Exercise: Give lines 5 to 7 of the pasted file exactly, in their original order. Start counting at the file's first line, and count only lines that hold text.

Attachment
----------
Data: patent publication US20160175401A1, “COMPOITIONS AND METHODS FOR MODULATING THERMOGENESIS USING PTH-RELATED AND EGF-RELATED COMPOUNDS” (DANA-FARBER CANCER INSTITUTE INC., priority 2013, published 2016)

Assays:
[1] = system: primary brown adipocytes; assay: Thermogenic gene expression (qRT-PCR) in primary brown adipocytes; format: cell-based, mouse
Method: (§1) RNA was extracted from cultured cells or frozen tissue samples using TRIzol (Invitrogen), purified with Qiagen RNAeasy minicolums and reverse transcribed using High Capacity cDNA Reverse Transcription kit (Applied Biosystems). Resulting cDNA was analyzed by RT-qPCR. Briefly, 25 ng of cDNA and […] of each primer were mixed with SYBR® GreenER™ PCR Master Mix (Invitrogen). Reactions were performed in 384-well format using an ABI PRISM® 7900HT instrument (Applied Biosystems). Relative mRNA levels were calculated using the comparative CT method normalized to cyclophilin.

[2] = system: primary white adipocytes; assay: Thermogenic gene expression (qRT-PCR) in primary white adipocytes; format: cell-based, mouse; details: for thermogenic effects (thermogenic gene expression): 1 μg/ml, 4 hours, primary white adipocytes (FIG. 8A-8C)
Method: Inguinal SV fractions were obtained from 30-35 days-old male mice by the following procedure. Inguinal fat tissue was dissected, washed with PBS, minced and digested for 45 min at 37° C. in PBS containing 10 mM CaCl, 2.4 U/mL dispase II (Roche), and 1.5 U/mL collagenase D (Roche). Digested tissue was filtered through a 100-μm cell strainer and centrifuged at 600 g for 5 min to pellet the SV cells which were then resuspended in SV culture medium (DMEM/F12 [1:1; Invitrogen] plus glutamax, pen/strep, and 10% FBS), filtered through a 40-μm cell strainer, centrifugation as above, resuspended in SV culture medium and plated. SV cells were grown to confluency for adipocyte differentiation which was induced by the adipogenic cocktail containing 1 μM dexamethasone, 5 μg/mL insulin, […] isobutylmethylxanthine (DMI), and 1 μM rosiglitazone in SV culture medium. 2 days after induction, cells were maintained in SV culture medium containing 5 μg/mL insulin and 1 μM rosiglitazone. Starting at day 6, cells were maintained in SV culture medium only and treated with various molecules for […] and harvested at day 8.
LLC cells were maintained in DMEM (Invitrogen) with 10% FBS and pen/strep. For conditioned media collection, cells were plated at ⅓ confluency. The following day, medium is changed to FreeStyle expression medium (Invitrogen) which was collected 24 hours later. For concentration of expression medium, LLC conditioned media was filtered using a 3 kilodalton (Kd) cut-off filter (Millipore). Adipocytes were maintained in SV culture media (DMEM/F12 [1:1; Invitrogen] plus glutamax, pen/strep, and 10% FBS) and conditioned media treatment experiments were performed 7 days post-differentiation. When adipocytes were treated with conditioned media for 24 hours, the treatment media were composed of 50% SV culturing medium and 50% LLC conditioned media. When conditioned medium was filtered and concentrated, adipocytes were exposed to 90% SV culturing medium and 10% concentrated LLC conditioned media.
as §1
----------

[2] = system: primary white adipocytes; assay: Thermogenic gene expression (qRT-PCR) in primary white adipocytes; format: cell-based, mouse; details: for thermogenic effects (thermogenic gene expression): 1 μg/ml, 4 hours, primary white adipocytes (FIG. 8A-8C)
Method: Inguinal SV fractions were obtained from 30-35 days-old male mice by the following procedure. Inguinal fat tissue was dissected, washed with PBS, minced and digested for 45 min at 37° C. in PBS containing 10 mM CaCl, 2.4 U/mL dispase II (Roche), and 1.5 U/mL collagenase D (Roche). Digested tissue was filtered through a 100-μm cell strainer and centrifuged at 600 g for 5 min to pellet the SV cells which were then resuspended in SV culture medium (DMEM/F12 [1:1; Invitrogen] plus glutamax, pen/strep, and 10% FBS), filtered through a 40-μm cell strainer, centrifugation as above, resuspended in SV culture medium and plated. SV cells were grown to confluency for adipocyte differentiation which was induced by the adipogenic cocktail containing 1 μM dexamethasone, 5 μg/mL insulin, […] isobutylmethylxanthine (DMI), and 1 μM rosiglitazone in SV culture medium. 2 days after induction, cells were maintained in SV culture medium containing 5 μg/mL insulin and 1 μM rosiglitazone. Starting at day 6, cells were maintained in SV culture medium only and treated with various molecules for […] and harvested at day 8.
LLC cells were maintained in DMEM (Invitrogen) with 10% FBS and pen/strep. For conditioned media collection, cells were plated at ⅓ confluency. The following day, medium is changed to FreeStyle expression medium (Invitrogen) which was collected 24 hours later. For concentration of expression medium, LLC conditioned media was filtered using a 3 kilodalton (Kd) cut-off filter (Millipore). Adipocytes were maintained in SV culture media (DMEM/F12 [1:1; Invitrogen] plus glutamax, pen/strep, and 10% FBS) and conditioned media treatment experiments were performed 7 days post-differentiation. When adipocytes were treated with conditioned media for 24 hours, the treatment media were composed of 50% SV culturing medium and 50% LLC conditioned media. When conditioned medium was filtered and concentrated, adipocytes were exposed to 90% SV culturing medium and 10% concentrated LLC conditioned media.